Wednesday 26 October 2016

800 recruits to bolster Defence Forces

Published 12/10/2016 | 02:30

Paul Kehoe
Paul Kehoe

More than 800 recruits are being taken into the Defence Forces in the coming year to push up the overall strength of the military to the authorised figure of 9,500.

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Minister with Responsibility for Defence Paul Kehoe said last night that recruitment would be a key priority in 2017, with funding allocated for a "significant" intake of personnel.

A general service recruitment campaign is targeted at employing 692 personnel, while it is also planned to build on this year's figure of 97 officers - the highest cadet intake in the history of the organisation. The remainder of the recruits will consist of apprentice aircraft technicians.

The combined budget for 2017 is €992m, including €230m for army pensions.

It represents an operational increase of €10m, which Mr Kehoe (pictured inset) says will allow the Defence Forces to deliver on their operational outputs, at home and overseas.

It provides for pay and allowances for up to 9,500 permanent Defence Forces personnel, 550 civilian employees and 350 civil servants, with funding of over €2m for the Reserve Defence Forces.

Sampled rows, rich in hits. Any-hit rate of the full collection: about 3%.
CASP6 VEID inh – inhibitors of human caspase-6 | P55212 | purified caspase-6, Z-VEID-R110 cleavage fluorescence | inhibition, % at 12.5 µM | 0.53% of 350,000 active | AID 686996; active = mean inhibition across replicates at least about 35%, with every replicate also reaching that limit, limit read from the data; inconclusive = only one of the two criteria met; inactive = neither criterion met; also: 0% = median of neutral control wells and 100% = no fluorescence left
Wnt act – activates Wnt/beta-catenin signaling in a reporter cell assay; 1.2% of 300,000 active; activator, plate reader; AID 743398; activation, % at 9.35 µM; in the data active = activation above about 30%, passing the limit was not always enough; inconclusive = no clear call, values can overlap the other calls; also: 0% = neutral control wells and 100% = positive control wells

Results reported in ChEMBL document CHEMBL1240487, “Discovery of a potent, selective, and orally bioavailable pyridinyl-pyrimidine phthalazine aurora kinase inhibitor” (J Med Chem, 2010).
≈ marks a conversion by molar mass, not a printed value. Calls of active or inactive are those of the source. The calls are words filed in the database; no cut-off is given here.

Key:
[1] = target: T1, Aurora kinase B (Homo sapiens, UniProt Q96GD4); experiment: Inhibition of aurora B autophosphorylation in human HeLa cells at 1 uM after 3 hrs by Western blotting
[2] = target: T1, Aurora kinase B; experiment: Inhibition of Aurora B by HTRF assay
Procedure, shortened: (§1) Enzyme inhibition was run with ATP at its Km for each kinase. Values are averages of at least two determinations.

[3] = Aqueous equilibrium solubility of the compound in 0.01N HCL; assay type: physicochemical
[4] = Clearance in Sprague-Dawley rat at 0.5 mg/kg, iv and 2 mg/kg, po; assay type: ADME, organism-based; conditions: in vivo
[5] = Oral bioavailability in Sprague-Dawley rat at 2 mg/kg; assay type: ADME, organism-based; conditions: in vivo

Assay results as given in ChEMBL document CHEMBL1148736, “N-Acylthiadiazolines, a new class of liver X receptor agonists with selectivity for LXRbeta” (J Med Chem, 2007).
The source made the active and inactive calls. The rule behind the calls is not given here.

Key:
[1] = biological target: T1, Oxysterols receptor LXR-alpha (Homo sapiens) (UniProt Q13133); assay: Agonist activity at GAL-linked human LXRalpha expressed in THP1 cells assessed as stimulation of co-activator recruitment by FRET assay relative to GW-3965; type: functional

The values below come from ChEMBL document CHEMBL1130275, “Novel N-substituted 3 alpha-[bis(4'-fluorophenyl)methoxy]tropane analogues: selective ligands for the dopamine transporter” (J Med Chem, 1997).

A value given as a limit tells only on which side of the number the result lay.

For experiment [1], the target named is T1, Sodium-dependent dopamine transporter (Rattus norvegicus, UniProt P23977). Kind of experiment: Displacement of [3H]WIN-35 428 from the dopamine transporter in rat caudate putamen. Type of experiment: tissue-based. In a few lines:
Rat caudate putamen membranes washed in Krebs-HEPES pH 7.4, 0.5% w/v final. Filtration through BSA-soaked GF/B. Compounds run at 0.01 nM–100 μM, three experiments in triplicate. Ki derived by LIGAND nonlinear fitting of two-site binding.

Capital spending will include the purchase of armoured logistical vehicles for overseas missions, further development of the armoured personnel carrier fleet, replacement of Air Corps craft and the replacement of vessels in the Naval Service flotilla.

Ongoing investment in infrastructure includes building projects at Cathal Brugha barracks in Dublin; Kilkenny; Limerick, Curragh; Haulbowline, Cork; Athlone and the equestrian stables at McKee barracks in Dublin.

Mr Kehoe said €199m had already been invested in strengthening naval capabilities with the delivery of LÉ Samuel Beckett in 2014, LÉ James Joyce last year and LÉ William Butler Yeats, which will be commissioned on Monday.

An additional ship of a similar class to previous purchases is due to be delivered in 2018 at a cost of €67m, of which €30m would be provided in 2017.

Irish Independent

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